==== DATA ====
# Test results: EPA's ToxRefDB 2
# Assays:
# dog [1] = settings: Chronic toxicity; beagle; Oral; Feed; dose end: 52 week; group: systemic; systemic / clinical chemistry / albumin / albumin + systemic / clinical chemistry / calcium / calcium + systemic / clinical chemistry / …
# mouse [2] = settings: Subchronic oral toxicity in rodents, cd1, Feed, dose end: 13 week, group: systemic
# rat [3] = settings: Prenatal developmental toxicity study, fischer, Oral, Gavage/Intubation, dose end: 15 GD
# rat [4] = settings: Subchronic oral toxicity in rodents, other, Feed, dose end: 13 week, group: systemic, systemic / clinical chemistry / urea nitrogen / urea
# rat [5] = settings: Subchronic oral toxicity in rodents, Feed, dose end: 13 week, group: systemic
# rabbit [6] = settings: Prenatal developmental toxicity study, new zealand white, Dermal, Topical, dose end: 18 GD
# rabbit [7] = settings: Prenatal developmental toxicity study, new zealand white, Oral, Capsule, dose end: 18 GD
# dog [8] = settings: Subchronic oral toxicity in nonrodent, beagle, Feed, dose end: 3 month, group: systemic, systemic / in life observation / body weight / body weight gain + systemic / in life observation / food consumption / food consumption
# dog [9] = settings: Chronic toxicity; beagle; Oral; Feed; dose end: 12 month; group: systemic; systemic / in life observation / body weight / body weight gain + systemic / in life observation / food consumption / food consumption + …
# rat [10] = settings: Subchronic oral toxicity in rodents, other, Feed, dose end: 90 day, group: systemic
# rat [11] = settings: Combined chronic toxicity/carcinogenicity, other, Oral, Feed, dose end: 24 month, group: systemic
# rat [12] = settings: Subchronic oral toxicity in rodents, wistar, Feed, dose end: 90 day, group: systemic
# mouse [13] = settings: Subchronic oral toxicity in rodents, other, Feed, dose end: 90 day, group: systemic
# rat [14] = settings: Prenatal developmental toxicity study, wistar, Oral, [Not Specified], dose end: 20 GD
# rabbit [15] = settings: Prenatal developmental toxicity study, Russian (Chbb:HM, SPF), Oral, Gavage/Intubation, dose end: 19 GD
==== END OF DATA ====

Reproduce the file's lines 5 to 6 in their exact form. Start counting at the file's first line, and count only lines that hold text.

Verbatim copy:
# rat [3] = settings: Prenatal developmental toxicity study, fischer, Oral, Gavage/Intubation, dose end: 15 GD
# rat [4] = settings: Subchronic oral toxicity in rodents, other, Feed, dose end: 13 week, group: systemic, systemic / clinical chemistry / urea nitrogen / urea